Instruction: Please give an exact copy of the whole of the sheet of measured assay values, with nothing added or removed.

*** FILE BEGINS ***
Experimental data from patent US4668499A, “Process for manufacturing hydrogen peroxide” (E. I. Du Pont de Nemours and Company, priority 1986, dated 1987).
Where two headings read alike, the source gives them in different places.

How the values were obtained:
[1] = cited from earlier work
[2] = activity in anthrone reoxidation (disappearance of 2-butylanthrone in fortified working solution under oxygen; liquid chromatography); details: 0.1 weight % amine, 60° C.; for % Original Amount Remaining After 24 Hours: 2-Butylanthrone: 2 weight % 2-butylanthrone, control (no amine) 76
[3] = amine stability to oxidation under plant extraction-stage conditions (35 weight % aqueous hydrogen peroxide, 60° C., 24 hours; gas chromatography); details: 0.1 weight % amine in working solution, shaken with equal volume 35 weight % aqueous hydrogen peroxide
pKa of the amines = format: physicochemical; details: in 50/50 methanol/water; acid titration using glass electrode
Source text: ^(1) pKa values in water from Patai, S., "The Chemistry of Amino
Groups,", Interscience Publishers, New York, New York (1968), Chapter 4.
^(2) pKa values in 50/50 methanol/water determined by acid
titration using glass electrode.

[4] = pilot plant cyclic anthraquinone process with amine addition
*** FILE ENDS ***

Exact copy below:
Experimental data from patent US4668499A, “Process for manufacturing hydrogen peroxide” (E. I. Du Pont de Nemours and Company, priority 1986, dated 1987).
Where two headings read alike, the source gives them in different places.

How the values were obtained:
[1] = cited from earlier work
[2] = activity in anthrone reoxidation (disappearance of 2-butylanthrone in fortified working solution under oxygen; liquid chromatography); details: 0.1 weight % amine, 60° C.; for % Original Amount Remaining After 24 Hours: 2-Butylanthrone: 2 weight % 2-butylanthrone, control (no amine) 76
[3] = amine stability to oxidation under plant extraction-stage conditions (35 weight % aqueous hydrogen peroxide, 60° C., 24 hours; gas chromatography); details: 0.1 weight % amine in working solution, shaken with equal volume 35 weight % aqueous hydrogen peroxide
pKa of the amines = format: physicochemical; details: in 50/50 methanol/water; acid titration using glass electrode
Source text: ^(1) pKa values in water from Patai, S., "The Chemistry of Amino
Groups,", Interscience Publishers, New York, New York (1968), Chapter 4.
^(2) pKa values in 50/50 methanol/water determined by acid
titration using glass electrode.

[4] = pilot plant cyclic anthraquinone process with amine addition